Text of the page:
Mengele’s Skull

I posted back in August about Keenan and Weizman’s upcoming Mengele’s Skull: The Advent of a Forensic Aesthetics and have now got round to reading it. Firstly, it’s a small and short book with a fair number of colour images. It is these pictures that are critical to Keenan and Weizman’s narrative. Although I don’t want to spoil it for those who maybe haven’t had the chance to read it (an earlier version can be found in Cabinet here), or have not been acquainted with the Forensic Architecture project more broadly, I do still want to say a few things.

The exhumation of (supposedly) Josef Mengele’s body inaugurated (page 11) a rather unique form of war criminal investigation. One different to that of either the testimony of the witness (of which Adolf Eichmann was sentenced under), or that of the textual document that many traditional criminal investigations are centred upon (Nuremberg Trials). That of the forensic.

Each type of investigation, say Keenan and Weizman, operates in a particular space or ‘forum’. Or better still (as the space does not pre-exist it’s operation) is constructed through a set of investigative performances, where disputed and otherwise fractious entities (human/non-human; scientist/skull) are brought together for a particular purpose. In this case, an inversion of the perhaps now standard CSI approach; an interrogation of the skeleton with different presumptions and inverse purpose.

It was not a case of asking the skeleton “how did you die?”, but – with the identity of the person in question: “who are you?” (17-18). As Keenan and Weizman point out, “the Mengele investigation was conducted in much the same way as a missing persons investigation would be” (19). Perhaps ironically, the many people who were ‘forcefully disappeared’ by dictatorial forces in South American during the 1970s were re-identified using the very same techniques employed during the Mengele investigation. In doing so, this ‘methodological proximity’ helped to move such investigation “beyond the ethical categories of victim and perpetrator” (61), and establish it firmly within a material forum (with identity the only aim).

The success of the Mengele investigation was in many ways down to German forensic scientist Richard Helmer, who had developed a technique he called ‘electronic visual mixing’. In essence, an apparatus whereby Helmer could superimpose an image of the individual (Mengele) onto a clay cast (Mengele’s skull) and work a video camera between the two to establish a match between photo and cast. These image overlays could be produced in different splits so as to produce a rather haunting image of the skull cast complete with pictorial facial features from the photograph (even with Mengele’s felt hat perched upon it). In doing so, Helmer was able to persuade, quite decisively, many of the other forensic scientists and anthropologists involved in the investigation. Moreover, it was this process that also persuaded the many other victims, witnesses, state officials and media personnel eager to hear of the results of the investigation. This analytical method served as a foundational moment in forensic anthropology, and the construction of a faithful ally in the pursuit of now-dead war criminals (the skeletal object or ‘super-subject’ as a truthful witness[66]), whom in death had escaped the legal, juridical, bodily and political repercussions of their crimes.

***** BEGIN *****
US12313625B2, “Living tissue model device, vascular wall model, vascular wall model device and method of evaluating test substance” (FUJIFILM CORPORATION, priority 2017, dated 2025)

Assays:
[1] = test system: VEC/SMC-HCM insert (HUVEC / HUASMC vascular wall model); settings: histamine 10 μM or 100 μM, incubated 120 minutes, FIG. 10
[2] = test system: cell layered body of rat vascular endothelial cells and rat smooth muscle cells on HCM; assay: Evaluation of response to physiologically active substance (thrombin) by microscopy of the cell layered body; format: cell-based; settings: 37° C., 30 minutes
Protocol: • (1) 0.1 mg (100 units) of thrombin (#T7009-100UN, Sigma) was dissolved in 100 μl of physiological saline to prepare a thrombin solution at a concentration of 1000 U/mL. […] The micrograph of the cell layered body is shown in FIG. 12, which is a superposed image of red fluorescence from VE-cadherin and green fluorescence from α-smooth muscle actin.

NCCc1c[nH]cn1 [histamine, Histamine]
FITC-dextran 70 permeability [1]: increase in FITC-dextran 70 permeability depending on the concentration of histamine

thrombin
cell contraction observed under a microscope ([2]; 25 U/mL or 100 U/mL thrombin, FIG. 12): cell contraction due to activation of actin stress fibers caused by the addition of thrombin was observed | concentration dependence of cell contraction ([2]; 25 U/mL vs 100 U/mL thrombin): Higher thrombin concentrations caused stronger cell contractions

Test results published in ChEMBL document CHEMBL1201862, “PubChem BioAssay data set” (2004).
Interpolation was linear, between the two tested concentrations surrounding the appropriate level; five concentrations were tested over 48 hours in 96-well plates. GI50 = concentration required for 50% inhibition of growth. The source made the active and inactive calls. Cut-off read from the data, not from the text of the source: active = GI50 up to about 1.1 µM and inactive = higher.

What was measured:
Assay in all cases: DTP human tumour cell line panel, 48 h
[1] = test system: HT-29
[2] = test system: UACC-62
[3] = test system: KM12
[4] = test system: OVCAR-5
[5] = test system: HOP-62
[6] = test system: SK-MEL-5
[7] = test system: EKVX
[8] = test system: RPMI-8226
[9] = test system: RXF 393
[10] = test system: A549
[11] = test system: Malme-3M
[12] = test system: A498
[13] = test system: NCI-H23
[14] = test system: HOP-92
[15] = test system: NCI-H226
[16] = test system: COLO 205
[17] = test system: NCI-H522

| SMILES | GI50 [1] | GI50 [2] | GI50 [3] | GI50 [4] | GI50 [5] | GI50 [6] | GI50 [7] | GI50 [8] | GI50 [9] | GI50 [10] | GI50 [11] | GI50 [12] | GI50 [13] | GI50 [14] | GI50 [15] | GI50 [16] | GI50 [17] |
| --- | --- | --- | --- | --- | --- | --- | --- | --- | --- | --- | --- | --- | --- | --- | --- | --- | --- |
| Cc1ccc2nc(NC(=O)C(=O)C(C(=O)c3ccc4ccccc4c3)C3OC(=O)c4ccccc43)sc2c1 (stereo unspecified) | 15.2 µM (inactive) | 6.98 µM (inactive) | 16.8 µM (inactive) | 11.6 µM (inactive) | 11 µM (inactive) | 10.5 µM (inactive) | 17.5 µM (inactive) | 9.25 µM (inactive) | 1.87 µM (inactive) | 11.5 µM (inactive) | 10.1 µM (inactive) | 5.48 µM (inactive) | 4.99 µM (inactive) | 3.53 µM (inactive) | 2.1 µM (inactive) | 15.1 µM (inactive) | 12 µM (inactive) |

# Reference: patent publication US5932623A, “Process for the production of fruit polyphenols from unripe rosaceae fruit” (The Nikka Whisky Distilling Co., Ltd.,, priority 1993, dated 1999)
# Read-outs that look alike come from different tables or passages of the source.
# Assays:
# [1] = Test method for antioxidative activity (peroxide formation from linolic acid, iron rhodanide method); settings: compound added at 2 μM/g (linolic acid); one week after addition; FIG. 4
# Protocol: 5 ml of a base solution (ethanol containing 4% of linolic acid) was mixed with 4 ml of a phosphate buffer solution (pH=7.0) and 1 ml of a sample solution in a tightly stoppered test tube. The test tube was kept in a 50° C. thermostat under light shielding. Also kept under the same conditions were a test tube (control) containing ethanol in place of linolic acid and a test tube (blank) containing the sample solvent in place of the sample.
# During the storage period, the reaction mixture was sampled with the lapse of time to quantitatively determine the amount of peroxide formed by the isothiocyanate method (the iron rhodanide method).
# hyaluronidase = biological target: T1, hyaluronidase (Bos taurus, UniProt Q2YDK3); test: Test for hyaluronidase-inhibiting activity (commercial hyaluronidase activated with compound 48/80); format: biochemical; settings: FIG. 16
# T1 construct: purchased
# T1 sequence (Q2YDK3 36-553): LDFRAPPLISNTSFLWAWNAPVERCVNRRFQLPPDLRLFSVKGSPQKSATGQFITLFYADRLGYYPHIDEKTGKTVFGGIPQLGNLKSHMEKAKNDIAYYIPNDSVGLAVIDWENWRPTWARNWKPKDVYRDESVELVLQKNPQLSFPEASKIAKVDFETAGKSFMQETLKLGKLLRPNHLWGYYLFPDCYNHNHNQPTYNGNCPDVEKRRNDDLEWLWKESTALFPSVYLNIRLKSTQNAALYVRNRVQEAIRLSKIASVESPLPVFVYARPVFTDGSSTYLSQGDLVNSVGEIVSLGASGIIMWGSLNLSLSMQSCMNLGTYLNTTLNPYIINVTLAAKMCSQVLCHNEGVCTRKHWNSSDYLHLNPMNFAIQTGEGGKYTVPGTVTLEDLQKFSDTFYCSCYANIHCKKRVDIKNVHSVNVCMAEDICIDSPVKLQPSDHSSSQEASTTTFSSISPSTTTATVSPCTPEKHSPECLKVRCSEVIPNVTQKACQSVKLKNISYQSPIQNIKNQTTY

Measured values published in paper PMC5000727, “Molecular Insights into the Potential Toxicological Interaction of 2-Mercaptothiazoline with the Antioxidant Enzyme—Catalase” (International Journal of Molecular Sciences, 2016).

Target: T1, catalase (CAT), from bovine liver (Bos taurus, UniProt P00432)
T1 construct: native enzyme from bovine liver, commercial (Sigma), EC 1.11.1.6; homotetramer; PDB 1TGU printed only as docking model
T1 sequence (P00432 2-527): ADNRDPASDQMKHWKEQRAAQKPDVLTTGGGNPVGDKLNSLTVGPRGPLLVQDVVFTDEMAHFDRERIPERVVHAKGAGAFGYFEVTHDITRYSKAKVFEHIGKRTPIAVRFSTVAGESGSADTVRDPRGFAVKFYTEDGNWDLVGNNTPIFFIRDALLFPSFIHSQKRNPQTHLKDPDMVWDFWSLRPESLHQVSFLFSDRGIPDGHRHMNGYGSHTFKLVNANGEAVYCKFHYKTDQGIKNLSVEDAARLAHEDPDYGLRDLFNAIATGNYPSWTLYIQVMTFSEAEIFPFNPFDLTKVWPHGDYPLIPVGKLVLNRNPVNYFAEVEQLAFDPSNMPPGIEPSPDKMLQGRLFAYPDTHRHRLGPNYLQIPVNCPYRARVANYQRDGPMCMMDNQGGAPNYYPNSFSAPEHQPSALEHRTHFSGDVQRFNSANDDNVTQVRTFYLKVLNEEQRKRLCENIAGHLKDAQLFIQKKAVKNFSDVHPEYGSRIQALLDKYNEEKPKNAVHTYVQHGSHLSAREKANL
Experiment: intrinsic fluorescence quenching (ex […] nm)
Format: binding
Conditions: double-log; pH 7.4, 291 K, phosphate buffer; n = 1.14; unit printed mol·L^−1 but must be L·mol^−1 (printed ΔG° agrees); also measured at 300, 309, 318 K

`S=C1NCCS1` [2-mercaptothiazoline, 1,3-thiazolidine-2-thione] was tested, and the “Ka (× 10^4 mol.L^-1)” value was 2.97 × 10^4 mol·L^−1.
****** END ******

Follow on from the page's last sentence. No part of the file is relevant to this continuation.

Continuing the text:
But of course, this notion of the truthful ‘super-subject’ has something of a twist. Whilst one of the most prominent members of the Mengele investigation, Clyde Snow, said that “[b]ones make good witnesses” (quoted on 66) – it is indeed this construction of the truthful object that forms the most crucial point of this event. Snow, Helmer and all the other scientists were present to do one thing: persuade. It was up to them to persuade all relevant parties as to their level of doubt. Previous to the introduction of Helmer’s techniques, the doubt, arguably, would have been much higher. How would the skeleton otherwise have been interrogated? If they had not succeeded in persuading all parties how would forensic anthropology look now? Would forensic anthropology even exist? Moreover, how would the witness and textual investigations fare considering this apparent failure in a new investigatory technique? As Keenan and Weizman say:

Something which was not perceivable, which did not count, made its way into the domain of evidence and judgement, and in doing so had to alter the stage on which it appeared. (68)

Helmer’s ‘electronic visual mixing’ not only transformed the field of forensic science/anthropology, but also radically changed the shape of war crimes fora. The assignation of the bones of Mengele with an agential – and legal – force the scientists in the Mengele investigation allowed them, as Snow says above, ‘to speak’. Not only a political act of expanding such fora to include the otherwise non-human but also a transformation of the protocol, discourse and procedure within. Alongside the witness and the textual document stood the object; imbued with all the power to speak (or, more correctly, be spoken for), to be discussed and to be disputed.

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One thought on “Mengele’s Skull

  1. Interesting stuff, Sam!
    Was not aware of the whole forensic architecture stuff. Reminds me of the whole Muhammad al-Durrah incident (http://en.wikipedia.org/wiki/Muhammad_al-Durrah_incident) where lacking complete documentation, but having a limited-angle video of the event, the ballistics of the scene became the main actor. I have a friend who was involved with the investigation at the time, and he says that despite all time and effort today it’s still inconclusive.

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